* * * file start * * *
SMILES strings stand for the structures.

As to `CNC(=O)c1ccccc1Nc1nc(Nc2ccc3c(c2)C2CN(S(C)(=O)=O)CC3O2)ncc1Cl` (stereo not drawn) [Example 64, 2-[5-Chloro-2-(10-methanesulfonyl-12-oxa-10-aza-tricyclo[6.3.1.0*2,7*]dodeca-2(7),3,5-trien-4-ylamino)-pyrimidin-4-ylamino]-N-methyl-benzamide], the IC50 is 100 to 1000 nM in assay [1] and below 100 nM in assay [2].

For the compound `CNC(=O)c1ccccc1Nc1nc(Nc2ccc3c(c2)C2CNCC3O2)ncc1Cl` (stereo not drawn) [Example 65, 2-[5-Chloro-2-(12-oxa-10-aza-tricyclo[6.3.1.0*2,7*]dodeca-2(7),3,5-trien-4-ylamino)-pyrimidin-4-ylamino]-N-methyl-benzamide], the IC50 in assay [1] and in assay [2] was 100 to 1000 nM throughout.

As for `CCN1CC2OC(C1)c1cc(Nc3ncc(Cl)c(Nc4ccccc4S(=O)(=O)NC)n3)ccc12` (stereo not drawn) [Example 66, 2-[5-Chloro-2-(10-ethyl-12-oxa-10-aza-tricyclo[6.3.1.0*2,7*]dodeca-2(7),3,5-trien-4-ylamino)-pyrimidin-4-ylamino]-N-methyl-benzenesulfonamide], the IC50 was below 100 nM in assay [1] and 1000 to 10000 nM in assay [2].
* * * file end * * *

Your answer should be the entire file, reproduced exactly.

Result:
SMILES strings stand for the structures.

As to `CNC(=O)c1ccccc1Nc1nc(Nc2ccc3c(c2)C2CN(S(C)(=O)=O)CC3O2)ncc1Cl` (stereo not drawn) [Example 64, 2-[5-Chloro-2-(10-methanesulfonyl-12-oxa-10-aza-tricyclo[6.3.1.0*2,7*]dodeca-2(7),3,5-trien-4-ylamino)-pyrimidin-4-ylamino]-N-methyl-benzamide], the IC50 is 100 to 1000 nM in assay [1] and below 100 nM in assay [2].

For the compound `CNC(=O)c1ccccc1Nc1nc(Nc2ccc3c(c2)C2CNCC3O2)ncc1Cl` (stereo not drawn) [Example 65, 2-[5-Chloro-2-(12-oxa-10-aza-tricyclo[6.3.1.0*2,7*]dodeca-2(7),3,5-trien-4-ylamino)-pyrimidin-4-ylamino]-N-methyl-benzamide], the IC50 in assay [1] and in assay [2] was 100 to 1000 nM throughout.

As for `CCN1CC2OC(C1)c1cc(Nc3ncc(Cl)c(Nc4ccccc4S(=O)(=O)NC)n3)ccc12` (stereo not drawn) [Example 66, 2-[5-Chloro-2-(10-ethyl-12-oxa-10-aza-tricyclo[6.3.1.0*2,7*]dodeca-2(7),3,5-trien-4-ylamino)-pyrimidin-4-ylamino]-N-methyl-benzenesulfonamide], the IC50 was below 100 nM in assay [1] and 1000 to 10000 nM in assay [2].